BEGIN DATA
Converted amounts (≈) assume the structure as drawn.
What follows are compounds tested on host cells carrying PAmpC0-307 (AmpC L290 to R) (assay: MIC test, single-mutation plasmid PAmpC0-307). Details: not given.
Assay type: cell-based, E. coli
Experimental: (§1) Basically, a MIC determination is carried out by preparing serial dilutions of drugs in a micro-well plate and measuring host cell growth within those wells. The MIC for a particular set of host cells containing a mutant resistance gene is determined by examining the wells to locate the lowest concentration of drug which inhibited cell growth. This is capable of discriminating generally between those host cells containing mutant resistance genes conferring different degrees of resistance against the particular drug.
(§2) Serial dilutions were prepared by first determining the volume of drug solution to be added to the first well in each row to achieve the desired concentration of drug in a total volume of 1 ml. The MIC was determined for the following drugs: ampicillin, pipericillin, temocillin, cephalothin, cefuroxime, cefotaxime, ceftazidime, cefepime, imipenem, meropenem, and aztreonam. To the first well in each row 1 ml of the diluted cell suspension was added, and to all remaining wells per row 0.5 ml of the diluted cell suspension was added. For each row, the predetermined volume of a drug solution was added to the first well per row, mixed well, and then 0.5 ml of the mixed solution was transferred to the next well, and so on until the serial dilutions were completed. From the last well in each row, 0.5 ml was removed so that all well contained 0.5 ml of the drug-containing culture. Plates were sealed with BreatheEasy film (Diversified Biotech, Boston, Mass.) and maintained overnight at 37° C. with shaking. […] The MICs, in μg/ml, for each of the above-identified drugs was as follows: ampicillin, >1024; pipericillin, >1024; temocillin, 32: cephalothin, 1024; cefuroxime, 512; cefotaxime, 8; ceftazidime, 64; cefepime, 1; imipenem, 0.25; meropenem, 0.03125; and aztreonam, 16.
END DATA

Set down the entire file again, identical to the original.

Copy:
Converted amounts (≈) assume the structure as drawn.
What follows are compounds tested on host cells carrying PAmpC0-307 (AmpC L290 to R) (assay: MIC test, single-mutation plasmid PAmpC0-307). Details: not given.
Assay type: cell-based, E. coli
Experimental: (§1) Basically, a MIC determination is carried out by preparing serial dilutions of drugs in a micro-well plate and measuring host cell growth within those wells. The MIC for a particular set of host cells containing a mutant resistance gene is determined by examining the wells to locate the lowest concentration of drug which inhibited cell growth. This is capable of discriminating generally between those host cells containing mutant resistance genes conferring different degrees of resistance against the particular drug.
(§2) Serial dilutions were prepared by first determining the volume of drug solution to be added to the first well in each row to achieve the desired concentration of drug in a total volume of 1 ml. The MIC was determined for the following drugs: ampicillin, pipericillin, temocillin, cephalothin, cefuroxime, cefotaxime, ceftazidime, cefepime, imipenem, meropenem, and aztreonam. To the first well in each row 1 ml of the diluted cell suspension was added, and to all remaining wells per row 0.5 ml of the diluted cell suspension was added. For each row, the predetermined volume of a drug solution was added to the first well per row, mixed well, and then 0.5 ml of the mixed solution was transferred to the next well, and so on until the serial dilutions were completed. From the last well in each row, 0.5 ml was removed so that all well contained 0.5 ml of the drug-containing culture. Plates were sealed with BreatheEasy film (Diversified Biotech, Boston, Mass.) and maintained overnight at 37° C. with shaking. […] The MICs, in μg/ml, for each of the above-identified drugs was as follows: ampicillin, >1024; pipericillin, >1024; temocillin, 32: cephalothin, 1024; cefuroxime, 512; cefotaxime, 8; ceftazidime, 64; cefepime, 1; imipenem, 0.25; meropenem, 0.03125; and aztreonam, 16.